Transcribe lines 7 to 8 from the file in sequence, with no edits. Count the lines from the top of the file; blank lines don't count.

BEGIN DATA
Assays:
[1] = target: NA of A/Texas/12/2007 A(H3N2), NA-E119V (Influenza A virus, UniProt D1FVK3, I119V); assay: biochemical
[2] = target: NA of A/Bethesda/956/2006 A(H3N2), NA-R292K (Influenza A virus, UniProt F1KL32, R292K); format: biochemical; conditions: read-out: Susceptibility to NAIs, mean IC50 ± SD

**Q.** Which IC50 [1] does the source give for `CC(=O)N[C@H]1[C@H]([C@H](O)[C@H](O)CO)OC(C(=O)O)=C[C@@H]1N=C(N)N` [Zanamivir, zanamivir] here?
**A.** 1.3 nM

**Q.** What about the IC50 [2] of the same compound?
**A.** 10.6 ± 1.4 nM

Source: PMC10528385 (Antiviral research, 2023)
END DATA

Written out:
**A.** 10.6 ± 1.4 nM

Source: PMC10528385 (Antiviral research, 2023)